A Moment In Time: The Death of WWF Referee Joey Marella

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Brian Damage

A Moment in Time‘ returns to the blog as Brian looks at the passing of Joey Marella, the WWF referee and son of WWE Hall of Famer Gorilla Monsoon.

Through the years, World Wrestling Entertainment has been filled with many tragedies…whether it be the sudden deaths of Brian Pillman, Owen Hart, Eddie Guerrero etc…It has at times, sadly become somewhat commonplace to hear or read about a wrestler’s untimely death. It doesn’t make them less shocking or sad, just a part of the culture of sacrificing health and well being for the entertainment of fans.

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This is the story of WWF referee Joey Marella. Joey was the adopted son of the beloved Robert “Gorilla Monsoon” Marella. Monsoon was a wrestler/road agent/announcer for the WWF for many years.

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Make no mistake about it…Joey Marella got his foot in the door because of his father…but had to work twice as hard to prove himself worthy to stay. According to his friend and former referee Jimmy Korderas…Joey started out as a member of the ring crew when the WWF came to New Jersey (Marella’s hometown) He would set up and tear down the ring, carry equipment and be a gofer for the talent. Eventually, he began officiating local matches, until finally becoming a permanent part of the WWF officiating crew.

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Joey Marella would be the referee for some of the WWF’s biggest matches including Hulk Hogan Vs Andre the Giant at Wrestlemania III and the Bret Hart vs Davey Boy Smith match at Wembley Stadium at Summerslam. While on camera, Gorilla Monsoon would…at times..be critical of Joey’s officiating…in reality..Gorilla was as happy as anyone that he got to spend so much time on the road with his son. According to Gorilla’s close friend and colleague Bobby “The Brain” Heenan, Gorilla got to make up for all the time lost during Joey’s childhood because of his wrestling career.

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Everything changed for the Marella family and the WWF in the early morning hours of July 4th, 1994. After a series of television tapings in Ocean City, Maryland…Joey and WWF manager Bruno “Harvey Wippleman” Lauer were headed for a show in Newark, New Jersey. While traveling on the New Jersey Turnpike, Marella fell asleep and their car ran off the road, smashing through a guardrail and hitting a tree. According to reports, Joey Marella was not wearing a seat belt at the time of the crash. Bruno Lauer was and that in fact saved his life.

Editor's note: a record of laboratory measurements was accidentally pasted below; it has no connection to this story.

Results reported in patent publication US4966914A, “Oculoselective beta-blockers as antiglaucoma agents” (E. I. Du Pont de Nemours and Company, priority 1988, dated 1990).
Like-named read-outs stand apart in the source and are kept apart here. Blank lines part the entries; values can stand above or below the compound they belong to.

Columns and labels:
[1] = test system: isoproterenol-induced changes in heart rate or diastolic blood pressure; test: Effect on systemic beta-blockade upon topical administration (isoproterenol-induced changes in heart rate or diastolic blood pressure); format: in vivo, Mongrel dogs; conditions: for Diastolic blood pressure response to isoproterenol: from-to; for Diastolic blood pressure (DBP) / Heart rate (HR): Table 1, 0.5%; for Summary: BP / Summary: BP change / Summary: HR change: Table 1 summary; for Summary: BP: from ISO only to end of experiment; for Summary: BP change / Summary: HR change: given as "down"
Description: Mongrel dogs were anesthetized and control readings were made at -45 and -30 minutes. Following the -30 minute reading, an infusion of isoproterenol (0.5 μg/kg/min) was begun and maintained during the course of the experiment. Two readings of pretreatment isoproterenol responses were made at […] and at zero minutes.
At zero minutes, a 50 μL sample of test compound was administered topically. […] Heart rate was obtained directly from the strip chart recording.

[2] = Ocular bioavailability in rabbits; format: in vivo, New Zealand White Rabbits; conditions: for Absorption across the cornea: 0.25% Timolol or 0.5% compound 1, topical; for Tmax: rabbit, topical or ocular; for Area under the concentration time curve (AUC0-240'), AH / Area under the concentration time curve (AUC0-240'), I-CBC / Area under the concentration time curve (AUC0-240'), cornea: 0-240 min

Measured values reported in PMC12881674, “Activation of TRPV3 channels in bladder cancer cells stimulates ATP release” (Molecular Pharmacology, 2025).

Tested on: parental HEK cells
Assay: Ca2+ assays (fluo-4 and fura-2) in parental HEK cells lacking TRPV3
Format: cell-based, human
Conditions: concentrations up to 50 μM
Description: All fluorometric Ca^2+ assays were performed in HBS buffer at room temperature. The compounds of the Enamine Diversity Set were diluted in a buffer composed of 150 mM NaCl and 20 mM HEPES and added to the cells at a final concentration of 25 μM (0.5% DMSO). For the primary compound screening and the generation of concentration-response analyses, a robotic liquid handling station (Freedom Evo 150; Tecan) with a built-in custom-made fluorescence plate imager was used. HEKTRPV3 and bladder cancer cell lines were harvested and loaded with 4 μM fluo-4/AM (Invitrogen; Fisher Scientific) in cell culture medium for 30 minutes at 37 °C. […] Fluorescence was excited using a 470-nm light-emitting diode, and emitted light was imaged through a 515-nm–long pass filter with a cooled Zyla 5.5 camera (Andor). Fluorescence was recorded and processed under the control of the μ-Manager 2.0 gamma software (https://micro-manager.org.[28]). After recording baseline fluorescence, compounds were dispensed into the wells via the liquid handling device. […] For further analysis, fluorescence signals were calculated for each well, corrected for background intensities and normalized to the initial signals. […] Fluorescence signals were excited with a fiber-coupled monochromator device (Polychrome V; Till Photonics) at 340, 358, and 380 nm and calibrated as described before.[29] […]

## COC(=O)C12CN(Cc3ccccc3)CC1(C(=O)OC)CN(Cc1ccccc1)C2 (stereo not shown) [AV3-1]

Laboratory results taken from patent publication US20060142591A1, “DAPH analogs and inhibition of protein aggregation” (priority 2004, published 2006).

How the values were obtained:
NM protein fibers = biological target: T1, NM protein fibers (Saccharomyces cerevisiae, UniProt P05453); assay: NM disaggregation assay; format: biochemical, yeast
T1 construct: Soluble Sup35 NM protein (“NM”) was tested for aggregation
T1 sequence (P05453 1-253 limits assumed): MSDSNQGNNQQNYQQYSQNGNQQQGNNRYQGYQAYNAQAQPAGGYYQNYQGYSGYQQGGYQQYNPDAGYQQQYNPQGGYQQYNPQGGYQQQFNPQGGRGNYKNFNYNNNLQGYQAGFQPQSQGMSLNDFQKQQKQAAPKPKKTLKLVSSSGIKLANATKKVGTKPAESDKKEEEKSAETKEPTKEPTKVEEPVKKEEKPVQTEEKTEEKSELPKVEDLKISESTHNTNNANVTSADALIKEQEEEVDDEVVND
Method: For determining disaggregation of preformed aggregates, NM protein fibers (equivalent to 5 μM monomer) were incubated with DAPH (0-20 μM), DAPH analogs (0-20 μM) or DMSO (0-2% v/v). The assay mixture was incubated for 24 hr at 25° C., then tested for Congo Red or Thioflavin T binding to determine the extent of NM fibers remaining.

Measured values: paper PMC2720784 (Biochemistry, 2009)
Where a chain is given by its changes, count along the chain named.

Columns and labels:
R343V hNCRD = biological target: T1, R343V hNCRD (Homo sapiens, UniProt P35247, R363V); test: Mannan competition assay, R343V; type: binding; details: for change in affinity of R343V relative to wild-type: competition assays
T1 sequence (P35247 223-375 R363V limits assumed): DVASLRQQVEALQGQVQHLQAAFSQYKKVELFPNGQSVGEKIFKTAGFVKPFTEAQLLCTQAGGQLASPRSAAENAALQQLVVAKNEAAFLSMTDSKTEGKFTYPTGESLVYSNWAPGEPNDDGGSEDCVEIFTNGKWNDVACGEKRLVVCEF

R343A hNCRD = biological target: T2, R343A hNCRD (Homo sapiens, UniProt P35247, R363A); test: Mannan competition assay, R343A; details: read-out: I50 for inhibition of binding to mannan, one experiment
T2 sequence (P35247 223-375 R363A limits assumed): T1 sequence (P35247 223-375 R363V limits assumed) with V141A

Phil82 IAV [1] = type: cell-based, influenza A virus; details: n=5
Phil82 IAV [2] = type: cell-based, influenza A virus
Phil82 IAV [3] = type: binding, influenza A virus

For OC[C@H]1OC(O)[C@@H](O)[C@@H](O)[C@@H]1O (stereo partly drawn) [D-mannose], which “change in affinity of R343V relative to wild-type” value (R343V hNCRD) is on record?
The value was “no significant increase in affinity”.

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According to Bruno Lauer…after the crash…there was nothing but eery silence. Lauer asked Joey if he was dead. When Joey didn’t answer, Lauer asked again, “Joey are you dead?!?” It was then that Lauer realized that Joey had died from the impact of the crash. He was just 31 years old.

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In the following weeks after Joey Marella’s death, the WWF acknowledged Joey’s death with a video and published an article in the WWF magazine. As for his Dad, according to several….Gorilla Monsoon was never the same. His heart just wasn’t into the business anymore and his appearances became less and less frequent. Gorilla’s health began to deteriorate and a few years after his son’s death in 1999…Gorilla Monsoon passed away at age 62. Some might say…of a broken heart.

While the impact of Joey Marella’s death resonated throughout the WWE for years…it does have somewhat of a silver lining. It forced the WWE to become more vigilant to wrestlers traveling schedules. It was then made mandatory that all personnel MUST check into a hotel if working late nights. All personnel couldn’t travel alone and all people in vehicle must unanimously agree to travel if they feel up to it. On the other side of that, longtime friend and WWE ring announcer…Tony Chimel named his son Joey in honor of Marella. Joey’s sister Valerie had twin boys and named both in honor of her Dad and brother…Joey and Gino respectively.

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4 thoughts on “A Moment In Time: The Death of WWF Referee Joey Marella

  1. He was one of the few referees that I remembered and there needs to be a Hall of Fame section for those refs as Joey should be the first inductee. He was good at what he did along with Jimmy Korderas, Charles Robinson, and Mike Chioda.

    Like

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